I stopped by Ray Chapman’s grave last weekend to see what the latest offerings were. The Cleveland Indians’ Chappie has been gone for 93 years, and yet, still the pilgrims come to see his grave and pay their respects.
Archive for the ‘Morbid Musings’ Category
I found two particularly interesting names when I visited Big Spring Presbyterian Cemetery. The first one, Abbidora, I can’t find anything about online. Now, not everything is on the internet (gasp!) but when I did a Google search for the name, the only Abbidora I found was…this one, on a cemetery transcription project website. I’m guessing that it’s probably a compound name made from two more common names, but that’s just an assumption.
Fleeta is also an unusual name where I live, but not nearly so obscure. All the baby names websites that track name popularity in history showed that “Fleeta” appeared on the top 1000 baby names in the United States in the 1890s. (Not high up in the top 1000, mind you – it was definitely towards the bottom.) With it being less popular, none of them I checked even attempted to provide a meaning.
So help me out here. I’ve been trying to figure out the name of the farm where this young man died. I think it’s a capitalized proper noun. If it helps to know, this photograph is from Spring Grove Cemetery in Cincinnati, and the year of death is 1822, so the location would have existed in the early days of Cincinnati or the outlying areas.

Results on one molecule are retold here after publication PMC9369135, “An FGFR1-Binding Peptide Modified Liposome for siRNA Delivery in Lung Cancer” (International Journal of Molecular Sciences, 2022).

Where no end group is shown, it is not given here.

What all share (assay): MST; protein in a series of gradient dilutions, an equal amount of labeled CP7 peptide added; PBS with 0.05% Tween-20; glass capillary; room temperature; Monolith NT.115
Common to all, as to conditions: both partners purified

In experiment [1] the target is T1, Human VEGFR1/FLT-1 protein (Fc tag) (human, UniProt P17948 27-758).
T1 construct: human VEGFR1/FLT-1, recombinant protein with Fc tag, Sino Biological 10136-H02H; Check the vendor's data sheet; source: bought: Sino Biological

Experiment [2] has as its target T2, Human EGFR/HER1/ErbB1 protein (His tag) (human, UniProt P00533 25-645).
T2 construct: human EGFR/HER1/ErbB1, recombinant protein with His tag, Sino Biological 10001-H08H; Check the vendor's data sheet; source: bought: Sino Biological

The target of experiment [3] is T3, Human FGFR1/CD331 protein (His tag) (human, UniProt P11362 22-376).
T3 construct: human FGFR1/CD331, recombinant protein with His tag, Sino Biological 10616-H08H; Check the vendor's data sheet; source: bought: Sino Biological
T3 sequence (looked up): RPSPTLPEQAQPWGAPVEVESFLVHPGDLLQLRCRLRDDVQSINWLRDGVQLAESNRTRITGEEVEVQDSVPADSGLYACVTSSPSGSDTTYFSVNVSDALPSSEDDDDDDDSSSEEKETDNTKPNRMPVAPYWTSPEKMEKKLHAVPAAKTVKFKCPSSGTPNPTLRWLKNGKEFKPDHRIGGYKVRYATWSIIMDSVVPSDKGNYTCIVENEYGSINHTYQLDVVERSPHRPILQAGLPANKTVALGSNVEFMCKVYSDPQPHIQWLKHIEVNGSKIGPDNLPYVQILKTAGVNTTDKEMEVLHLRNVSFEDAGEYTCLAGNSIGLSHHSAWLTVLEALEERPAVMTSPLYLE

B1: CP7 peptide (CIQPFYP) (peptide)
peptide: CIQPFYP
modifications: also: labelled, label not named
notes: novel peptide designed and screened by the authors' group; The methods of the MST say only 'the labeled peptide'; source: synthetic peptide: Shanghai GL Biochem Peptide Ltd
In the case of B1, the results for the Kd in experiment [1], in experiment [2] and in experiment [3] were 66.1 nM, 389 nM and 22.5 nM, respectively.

I know exactly why I took this photograph. “Whitey” was not just Lewis Wagner’s nickname, it was also my maternal grandfather’s. I’ve posted before about how fascinating I find names, and that includes nicknames. I suppose my grandfather could have gotten the name “Whitey” from a brief period of time where he had white hair, but the photos I have seen of him indicate he began losing his hair fairly young and took the same approach my middle brother has to the problem – purposely buzzing or shaving the remaining hair makes it much less obvious how much of it has disappeared.
The name on this stone caught my eye because I had never seen it before. My great-grandfather was LaVergne, a name that I don’t usually see applied to men, but I’ve never seen AuVergne before. While researching the name, I found out that it’s actually is the name of a historic province and now a region in France. Because of that, almost all of the links I could find were about the place, rather than establishing for me whether the name was more popular in an earlier time or whether this person had an unusual name, possibly harkening back to the French place.
When I flipped open the locket on Jacob Stein’s headstone to find this photo, I laughed out loud. The whole photo just exudes life and joy – he looks so happy and comfortable, with an expression that gives you the feeling he’s just enjoyed a good joke or story.
This monument is a little different from the usual. Instead of listing each family member’s name and birth and death dates (or years), two panels have a heading of “births” and list the name of the family member and his or her birthdate. Another panel lays out “deaths” in the same pattern. Of course, two of the birth panels are completed and only one death panel, so we have a few options here: 1. some family members ended up buried elsewhere; 2. nobody paid to have the death information added after the burials, or 3*. there are some vampires in the family. You decide.
* 4. I should not be permitted to write blog posts after a certain hour.